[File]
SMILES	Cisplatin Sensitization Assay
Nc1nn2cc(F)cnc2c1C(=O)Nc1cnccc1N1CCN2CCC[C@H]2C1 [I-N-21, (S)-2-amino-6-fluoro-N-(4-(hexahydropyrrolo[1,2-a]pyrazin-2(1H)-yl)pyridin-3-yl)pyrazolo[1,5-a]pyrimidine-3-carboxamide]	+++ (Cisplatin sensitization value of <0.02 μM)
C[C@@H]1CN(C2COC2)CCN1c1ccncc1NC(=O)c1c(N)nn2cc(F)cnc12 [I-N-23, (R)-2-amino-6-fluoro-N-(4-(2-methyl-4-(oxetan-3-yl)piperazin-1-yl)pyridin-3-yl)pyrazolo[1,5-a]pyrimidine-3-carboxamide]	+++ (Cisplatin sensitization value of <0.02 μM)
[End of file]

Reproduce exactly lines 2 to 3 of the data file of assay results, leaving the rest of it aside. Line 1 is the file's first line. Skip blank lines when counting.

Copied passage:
Nc1nn2cc(F)cnc2c1C(=O)Nc1cnccc1N1CCN2CCC[C@H]2C1 [I-N-21, (S)-2-amino-6-fluoro-N-(4-(hexahydropyrrolo[1,2-a]pyrazin-2(1H)-yl)pyridin-3-yl)pyrazolo[1,5-a]pyrimidine-3-carboxamide]	+++ (Cisplatin sensitization value of <0.02 μM)
C[C@@H]1CN(C2COC2)CCN1c1ccncc1NC(=O)c1c(N)nn2cc(F)cnc12 [I-N-23, (R)-2-amino-6-fluoro-N-(4-(2-methyl-4-(oxetan-3-yl)piperazin-1-yl)pyridin-3-yl)pyrazolo[1,5-a]pyrimidine-3-carboxamide]	+++ (Cisplatin sensitization value of <0.02 μM)